Endangered Species

At one point in time the species Nicrophorus americanus existed in every state east of the Rocky Mountains. Unfortunately today, about 90% of that population has disappeared. Currently there are only about six states in the US that still have populations of Nicrophorus americanus, which are Kansas, Rhode Island, Nebraska, South Dakota, Oklahoma and Arkansas. On August 14 1989, the US federal register declared Nicrophorus americanus as a critically endangered species (Ratcliffe, 1992). But what could have caused such a rapid decline?


Images courtesy of Jay Pruett, The Nature Conservancy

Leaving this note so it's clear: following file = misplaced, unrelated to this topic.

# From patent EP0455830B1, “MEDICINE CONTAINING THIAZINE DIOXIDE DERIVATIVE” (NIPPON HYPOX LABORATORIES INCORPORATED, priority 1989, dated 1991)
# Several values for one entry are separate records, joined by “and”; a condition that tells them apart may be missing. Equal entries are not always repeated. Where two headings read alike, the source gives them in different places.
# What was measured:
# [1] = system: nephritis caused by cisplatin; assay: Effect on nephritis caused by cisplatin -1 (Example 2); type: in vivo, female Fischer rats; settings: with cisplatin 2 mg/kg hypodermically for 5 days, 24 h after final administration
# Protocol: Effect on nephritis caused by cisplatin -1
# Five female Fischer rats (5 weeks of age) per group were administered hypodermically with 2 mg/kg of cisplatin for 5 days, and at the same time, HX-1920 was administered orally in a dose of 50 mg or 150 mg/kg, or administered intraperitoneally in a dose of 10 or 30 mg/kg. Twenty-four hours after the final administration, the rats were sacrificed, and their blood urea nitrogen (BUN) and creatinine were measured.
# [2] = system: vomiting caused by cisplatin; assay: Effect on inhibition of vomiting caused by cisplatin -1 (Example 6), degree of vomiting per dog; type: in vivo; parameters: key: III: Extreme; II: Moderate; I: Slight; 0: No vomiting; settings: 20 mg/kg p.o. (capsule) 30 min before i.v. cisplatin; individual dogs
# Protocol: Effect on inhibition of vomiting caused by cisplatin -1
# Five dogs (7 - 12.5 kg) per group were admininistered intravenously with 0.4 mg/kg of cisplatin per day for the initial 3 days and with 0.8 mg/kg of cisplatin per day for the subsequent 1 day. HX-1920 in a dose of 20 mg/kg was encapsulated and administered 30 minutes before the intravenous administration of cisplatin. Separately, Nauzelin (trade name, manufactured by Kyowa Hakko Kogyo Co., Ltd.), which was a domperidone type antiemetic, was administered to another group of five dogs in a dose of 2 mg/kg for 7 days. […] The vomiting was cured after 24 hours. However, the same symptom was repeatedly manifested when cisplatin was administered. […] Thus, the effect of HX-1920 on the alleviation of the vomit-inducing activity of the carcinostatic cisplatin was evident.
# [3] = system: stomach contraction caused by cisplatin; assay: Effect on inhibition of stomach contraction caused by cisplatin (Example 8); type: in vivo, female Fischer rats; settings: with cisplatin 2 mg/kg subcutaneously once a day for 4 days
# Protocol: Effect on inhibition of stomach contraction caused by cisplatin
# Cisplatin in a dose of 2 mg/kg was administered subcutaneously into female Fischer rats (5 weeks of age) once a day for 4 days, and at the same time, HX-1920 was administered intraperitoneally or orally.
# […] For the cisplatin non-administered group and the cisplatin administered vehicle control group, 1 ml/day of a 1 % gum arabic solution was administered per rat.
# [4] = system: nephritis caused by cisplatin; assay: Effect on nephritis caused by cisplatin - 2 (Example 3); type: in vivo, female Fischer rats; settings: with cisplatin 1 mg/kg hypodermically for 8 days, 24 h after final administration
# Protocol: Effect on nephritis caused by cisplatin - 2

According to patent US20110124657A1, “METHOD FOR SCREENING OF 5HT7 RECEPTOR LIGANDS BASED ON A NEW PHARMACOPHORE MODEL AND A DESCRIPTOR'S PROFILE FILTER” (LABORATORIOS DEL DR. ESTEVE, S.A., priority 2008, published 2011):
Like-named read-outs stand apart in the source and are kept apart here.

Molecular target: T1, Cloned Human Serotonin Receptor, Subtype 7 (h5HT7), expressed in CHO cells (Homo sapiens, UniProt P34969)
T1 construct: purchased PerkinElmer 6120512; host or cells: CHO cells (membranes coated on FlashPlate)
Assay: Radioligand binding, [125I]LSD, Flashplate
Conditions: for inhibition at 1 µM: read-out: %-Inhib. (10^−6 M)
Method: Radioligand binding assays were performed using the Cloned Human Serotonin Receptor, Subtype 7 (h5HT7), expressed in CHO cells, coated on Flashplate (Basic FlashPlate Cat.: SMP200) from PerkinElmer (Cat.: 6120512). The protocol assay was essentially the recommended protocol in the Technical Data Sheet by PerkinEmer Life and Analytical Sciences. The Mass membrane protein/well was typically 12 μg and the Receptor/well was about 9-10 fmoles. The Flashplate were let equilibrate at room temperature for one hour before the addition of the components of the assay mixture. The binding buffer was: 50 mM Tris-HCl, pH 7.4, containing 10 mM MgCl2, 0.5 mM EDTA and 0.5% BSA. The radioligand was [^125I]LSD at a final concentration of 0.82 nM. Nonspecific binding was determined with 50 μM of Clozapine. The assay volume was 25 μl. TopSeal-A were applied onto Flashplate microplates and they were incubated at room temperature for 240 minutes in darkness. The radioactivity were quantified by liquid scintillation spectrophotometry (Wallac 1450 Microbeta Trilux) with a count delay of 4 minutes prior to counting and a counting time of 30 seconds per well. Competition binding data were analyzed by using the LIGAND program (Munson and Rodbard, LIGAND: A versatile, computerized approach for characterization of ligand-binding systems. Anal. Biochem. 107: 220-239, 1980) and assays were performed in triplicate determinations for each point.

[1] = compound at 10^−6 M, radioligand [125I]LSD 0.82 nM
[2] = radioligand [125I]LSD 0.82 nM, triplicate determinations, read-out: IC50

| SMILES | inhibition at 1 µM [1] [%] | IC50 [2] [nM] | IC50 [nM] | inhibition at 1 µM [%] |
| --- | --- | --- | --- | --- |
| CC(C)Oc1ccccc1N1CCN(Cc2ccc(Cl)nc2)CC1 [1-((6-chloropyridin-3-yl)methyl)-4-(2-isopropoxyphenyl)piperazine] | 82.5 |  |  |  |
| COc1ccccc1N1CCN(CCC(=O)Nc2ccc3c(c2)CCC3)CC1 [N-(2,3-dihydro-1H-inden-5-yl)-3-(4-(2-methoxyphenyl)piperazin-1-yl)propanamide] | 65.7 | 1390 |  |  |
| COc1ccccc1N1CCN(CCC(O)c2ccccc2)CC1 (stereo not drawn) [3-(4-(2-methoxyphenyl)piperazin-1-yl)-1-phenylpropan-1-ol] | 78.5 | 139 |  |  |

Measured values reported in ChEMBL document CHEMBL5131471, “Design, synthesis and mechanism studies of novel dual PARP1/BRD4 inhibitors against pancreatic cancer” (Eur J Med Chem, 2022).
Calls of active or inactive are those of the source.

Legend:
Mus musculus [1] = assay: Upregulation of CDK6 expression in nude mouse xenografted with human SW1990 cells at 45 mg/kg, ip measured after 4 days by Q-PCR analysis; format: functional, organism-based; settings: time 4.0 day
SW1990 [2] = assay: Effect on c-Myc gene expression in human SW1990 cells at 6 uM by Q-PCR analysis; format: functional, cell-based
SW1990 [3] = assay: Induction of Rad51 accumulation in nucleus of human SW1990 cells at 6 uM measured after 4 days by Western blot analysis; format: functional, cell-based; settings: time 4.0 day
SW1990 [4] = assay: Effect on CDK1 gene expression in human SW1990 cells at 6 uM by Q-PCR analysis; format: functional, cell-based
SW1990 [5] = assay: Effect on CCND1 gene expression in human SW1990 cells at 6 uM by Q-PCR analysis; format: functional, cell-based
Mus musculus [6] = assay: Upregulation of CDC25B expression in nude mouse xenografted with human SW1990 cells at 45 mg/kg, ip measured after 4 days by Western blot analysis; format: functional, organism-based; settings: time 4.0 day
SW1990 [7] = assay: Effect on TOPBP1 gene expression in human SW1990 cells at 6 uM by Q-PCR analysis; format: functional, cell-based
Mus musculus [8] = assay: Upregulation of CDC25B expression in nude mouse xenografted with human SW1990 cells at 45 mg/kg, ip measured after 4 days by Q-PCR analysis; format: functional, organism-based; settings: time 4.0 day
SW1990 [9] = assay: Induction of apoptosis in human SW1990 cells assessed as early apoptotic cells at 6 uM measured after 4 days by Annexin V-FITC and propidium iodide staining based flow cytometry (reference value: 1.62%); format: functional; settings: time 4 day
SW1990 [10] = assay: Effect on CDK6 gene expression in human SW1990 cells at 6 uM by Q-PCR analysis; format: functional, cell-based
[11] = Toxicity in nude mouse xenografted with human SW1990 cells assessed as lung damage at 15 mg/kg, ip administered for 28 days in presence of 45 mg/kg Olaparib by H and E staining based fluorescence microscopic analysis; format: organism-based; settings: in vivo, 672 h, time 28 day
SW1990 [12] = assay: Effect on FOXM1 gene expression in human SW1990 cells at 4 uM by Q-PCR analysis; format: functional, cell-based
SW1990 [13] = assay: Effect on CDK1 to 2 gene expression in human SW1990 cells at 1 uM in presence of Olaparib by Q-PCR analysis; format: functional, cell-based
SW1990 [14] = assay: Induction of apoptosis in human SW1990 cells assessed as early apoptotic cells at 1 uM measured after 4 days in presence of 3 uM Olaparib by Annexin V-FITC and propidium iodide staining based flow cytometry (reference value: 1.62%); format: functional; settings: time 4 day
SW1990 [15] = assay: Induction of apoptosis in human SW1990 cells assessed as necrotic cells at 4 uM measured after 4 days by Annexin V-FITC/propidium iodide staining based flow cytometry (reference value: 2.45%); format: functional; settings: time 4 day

The theory behind such a rapid decrease in the Nicrophorus americanus population has to do with the destruction of their habitat. Habitat fragmentation has lead to more competition for carrion, habitat alternation, isolation from urbanization, and reduced physical maturity and strength due to genetic characteristics. Also, more artificial lighting decreases nocturnal populations (Ratcliffe, 1992). Pesticides have contributed in lowering the population of Nicrophorus americanus as well.

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